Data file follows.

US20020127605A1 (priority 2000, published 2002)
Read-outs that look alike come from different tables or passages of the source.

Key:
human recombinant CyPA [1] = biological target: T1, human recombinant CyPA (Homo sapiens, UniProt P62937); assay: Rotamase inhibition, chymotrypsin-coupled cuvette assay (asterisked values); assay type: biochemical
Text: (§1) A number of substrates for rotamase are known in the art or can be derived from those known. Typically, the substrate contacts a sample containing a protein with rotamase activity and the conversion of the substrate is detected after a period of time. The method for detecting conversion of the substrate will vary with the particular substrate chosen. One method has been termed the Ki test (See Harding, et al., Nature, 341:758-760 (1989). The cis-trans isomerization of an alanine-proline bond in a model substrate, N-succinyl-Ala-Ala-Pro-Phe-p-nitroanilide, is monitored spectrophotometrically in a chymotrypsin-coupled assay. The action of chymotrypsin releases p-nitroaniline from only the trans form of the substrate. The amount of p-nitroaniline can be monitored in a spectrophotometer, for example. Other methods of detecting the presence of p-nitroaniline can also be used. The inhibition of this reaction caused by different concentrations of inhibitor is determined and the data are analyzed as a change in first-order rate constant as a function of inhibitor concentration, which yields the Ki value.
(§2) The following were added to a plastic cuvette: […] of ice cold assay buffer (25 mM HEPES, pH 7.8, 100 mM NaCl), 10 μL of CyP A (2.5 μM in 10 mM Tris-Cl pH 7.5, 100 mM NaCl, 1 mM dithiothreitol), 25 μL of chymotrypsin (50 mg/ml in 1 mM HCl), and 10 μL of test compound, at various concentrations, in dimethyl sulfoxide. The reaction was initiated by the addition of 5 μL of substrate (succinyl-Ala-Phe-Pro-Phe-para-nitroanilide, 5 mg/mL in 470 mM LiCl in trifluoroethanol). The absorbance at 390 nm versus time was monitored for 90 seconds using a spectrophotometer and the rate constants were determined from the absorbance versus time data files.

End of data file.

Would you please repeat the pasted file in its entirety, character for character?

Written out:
US20020127605A1 (priority 2000, published 2002)
Read-outs that look alike come from different tables or passages of the source.

Key:
human recombinant CyPA [1] = biological target: T1, human recombinant CyPA (Homo sapiens, UniProt P62937); assay: Rotamase inhibition, chymotrypsin-coupled cuvette assay (asterisked values); assay type: biochemical
Text: (§1) A number of substrates for rotamase are known in the art or can be derived from those known. Typically, the substrate contacts a sample containing a protein with rotamase activity and the conversion of the substrate is detected after a period of time. The method for detecting conversion of the substrate will vary with the particular substrate chosen. One method has been termed the Ki test (See Harding, et al., Nature, 341:758-760 (1989). The cis-trans isomerization of an alanine-proline bond in a model substrate, N-succinyl-Ala-Ala-Pro-Phe-p-nitroanilide, is monitored spectrophotometrically in a chymotrypsin-coupled assay. The action of chymotrypsin releases p-nitroaniline from only the trans form of the substrate. The amount of p-nitroaniline can be monitored in a spectrophotometer, for example. Other methods of detecting the presence of p-nitroaniline can also be used. The inhibition of this reaction caused by different concentrations of inhibitor is determined and the data are analyzed as a change in first-order rate constant as a function of inhibitor concentration, which yields the Ki value.
(§2) The following were added to a plastic cuvette: […] of ice cold assay buffer (25 mM HEPES, pH 7.8, 100 mM NaCl), 10 μL of CyP A (2.5 μM in 10 mM Tris-Cl pH 7.5, 100 mM NaCl, 1 mM dithiothreitol), 25 μL of chymotrypsin (50 mg/ml in 1 mM HCl), and 10 μL of test compound, at various concentrations, in dimethyl sulfoxide. The reaction was initiated by the addition of 5 μL of substrate (succinyl-Ala-Phe-Pro-Phe-para-nitroanilide, 5 mg/mL in 470 mM LiCl in trifluoroethanol). The absorbance at 390 nm versus time was monitored for 90 seconds using a spectrophotometer and the rate constants were determined from the absorbance versus time data files.